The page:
Saturday, August 11, 2007
by Bonnie Calhoun
Today we continue with Donald Maass' Writing a Breakout Novel.
What I am going to endeavor to do here is present truncated versions of each of the lessons in the workbook. This will by no means suffice as an alternative to reading the book...or the workbook. I hope it piques your appetite to buy the books. They are invaluable reading and reference!
Today's lesson is in Section THREE: Moments in Time.
There's no doubt that immersing ourselves in another world is one of the pleasures of reading a well-written novel. But as a writer, how can you capture the world of the story, and lives of the characters in just the right way?
As an exercise, it is, in part, a matter of selecting individual moments to freeze for the reader. How do you delineate these in your current manuscript? Can you identify six passages in which you go beyond simple scene settings to capture the flavor of the moment in time, the feeling of an historical era of the uniqueness of a place like no other?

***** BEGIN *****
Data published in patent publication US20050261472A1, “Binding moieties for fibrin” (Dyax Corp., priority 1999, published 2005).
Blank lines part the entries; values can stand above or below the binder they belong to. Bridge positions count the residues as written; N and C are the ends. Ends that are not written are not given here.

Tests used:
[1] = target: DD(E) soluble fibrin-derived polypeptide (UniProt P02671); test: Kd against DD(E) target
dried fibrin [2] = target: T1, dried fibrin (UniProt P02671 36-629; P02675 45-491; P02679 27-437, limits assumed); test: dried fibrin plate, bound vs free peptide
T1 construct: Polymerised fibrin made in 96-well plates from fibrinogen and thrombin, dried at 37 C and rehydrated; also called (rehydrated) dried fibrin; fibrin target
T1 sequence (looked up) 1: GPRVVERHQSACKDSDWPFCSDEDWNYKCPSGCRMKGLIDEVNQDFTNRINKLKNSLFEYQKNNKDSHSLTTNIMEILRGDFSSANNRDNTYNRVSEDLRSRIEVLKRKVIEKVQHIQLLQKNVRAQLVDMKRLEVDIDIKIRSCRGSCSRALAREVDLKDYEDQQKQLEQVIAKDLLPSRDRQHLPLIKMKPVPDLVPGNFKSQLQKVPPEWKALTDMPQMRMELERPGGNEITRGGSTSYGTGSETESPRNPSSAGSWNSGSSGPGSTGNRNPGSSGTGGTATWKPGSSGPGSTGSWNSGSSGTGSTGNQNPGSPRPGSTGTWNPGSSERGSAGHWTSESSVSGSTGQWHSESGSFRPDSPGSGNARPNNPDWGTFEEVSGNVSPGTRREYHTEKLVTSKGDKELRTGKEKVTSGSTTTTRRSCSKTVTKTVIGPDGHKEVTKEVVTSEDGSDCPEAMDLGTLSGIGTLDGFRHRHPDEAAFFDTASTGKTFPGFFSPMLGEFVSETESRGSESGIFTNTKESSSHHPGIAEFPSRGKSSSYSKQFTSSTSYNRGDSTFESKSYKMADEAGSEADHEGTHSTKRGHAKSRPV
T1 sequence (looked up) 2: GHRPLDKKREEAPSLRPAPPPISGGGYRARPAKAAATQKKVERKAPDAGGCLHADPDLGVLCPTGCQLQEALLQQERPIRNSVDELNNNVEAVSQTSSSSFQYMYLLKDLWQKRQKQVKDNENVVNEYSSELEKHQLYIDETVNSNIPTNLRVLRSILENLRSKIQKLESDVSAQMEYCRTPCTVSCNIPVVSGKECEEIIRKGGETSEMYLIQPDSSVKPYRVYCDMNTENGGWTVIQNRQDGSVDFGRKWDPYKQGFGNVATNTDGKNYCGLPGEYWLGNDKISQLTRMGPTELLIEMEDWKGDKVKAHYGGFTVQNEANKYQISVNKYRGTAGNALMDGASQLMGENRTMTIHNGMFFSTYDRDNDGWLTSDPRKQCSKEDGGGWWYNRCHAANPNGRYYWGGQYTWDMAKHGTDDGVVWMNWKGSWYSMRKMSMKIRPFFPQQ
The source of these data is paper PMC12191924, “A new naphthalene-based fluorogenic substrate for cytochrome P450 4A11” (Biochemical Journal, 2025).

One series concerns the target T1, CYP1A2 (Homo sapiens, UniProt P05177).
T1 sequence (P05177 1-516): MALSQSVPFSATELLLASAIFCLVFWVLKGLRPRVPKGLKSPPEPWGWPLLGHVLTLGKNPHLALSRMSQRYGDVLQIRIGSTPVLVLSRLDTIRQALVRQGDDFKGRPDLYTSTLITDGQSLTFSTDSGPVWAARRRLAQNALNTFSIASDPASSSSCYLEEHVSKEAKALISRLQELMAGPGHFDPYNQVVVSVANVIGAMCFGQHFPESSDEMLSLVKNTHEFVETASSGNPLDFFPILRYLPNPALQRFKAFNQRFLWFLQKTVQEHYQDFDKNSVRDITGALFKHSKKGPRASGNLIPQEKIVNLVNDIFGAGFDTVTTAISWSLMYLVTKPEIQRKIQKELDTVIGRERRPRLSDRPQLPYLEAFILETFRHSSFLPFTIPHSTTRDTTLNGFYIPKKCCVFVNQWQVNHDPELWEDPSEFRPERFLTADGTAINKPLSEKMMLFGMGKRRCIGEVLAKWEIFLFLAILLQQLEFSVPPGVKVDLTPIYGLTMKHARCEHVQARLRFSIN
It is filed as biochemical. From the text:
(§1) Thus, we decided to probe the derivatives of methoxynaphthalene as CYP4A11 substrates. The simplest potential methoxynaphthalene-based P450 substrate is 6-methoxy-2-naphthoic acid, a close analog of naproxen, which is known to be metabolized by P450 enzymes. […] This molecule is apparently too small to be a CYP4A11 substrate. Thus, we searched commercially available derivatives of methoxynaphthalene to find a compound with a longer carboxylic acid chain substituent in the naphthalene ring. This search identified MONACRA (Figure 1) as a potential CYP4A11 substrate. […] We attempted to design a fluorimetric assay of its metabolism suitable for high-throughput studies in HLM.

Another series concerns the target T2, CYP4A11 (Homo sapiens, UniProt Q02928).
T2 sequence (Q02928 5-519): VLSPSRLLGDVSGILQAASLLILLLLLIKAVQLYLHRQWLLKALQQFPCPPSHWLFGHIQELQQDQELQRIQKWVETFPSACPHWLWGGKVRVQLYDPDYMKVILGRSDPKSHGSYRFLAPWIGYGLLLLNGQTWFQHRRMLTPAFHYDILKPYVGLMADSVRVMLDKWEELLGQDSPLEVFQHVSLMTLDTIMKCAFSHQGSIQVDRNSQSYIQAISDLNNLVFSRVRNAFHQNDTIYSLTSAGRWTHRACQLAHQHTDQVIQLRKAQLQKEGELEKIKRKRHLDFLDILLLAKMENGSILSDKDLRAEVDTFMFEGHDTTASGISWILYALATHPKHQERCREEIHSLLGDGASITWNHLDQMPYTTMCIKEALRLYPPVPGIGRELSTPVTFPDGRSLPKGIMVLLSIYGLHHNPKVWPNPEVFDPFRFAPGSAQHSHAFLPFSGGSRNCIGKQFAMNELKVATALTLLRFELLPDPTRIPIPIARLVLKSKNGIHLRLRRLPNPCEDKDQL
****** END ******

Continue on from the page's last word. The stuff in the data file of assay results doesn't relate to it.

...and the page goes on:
If nit, is there any reason not to put that stuff in!
Step 1: find in your novel a moment of transition, a pause, a moment of character definition or testing, a place where the action can be momentarily frozen, or the prelude to (or the aftermath of) an important plot event.
Step 2: What are three things that make this minute in time different from any other minute in time?
Step 3: What are three things that make this place uniquely different from any other place.
Step 4: What are three things that define the social world of the story at this precise moment?
Step 5: Use the details generated in any of the steps above to craft a paragraph that freezes, for the reader how the world looks and feels toward your POV character. Pin down those unique feelings
Note: Yes we always want to keep things moving in our stories, but it must happen in time, in space and in social context that is credible, detailed and specific! Use the steps above to create at a given moment a snapshot of the story's time to bring the world of the story into sharp focus.
Follow-up: Choose four other moments in time to freeze in the novel and delineate them using the steps above.
Conclusion: Here is where you apply your powers of observation. Give your protagonist the same awareness of the world that you have, or maybe one that is keener!
Labels: WTBN - Moments In Time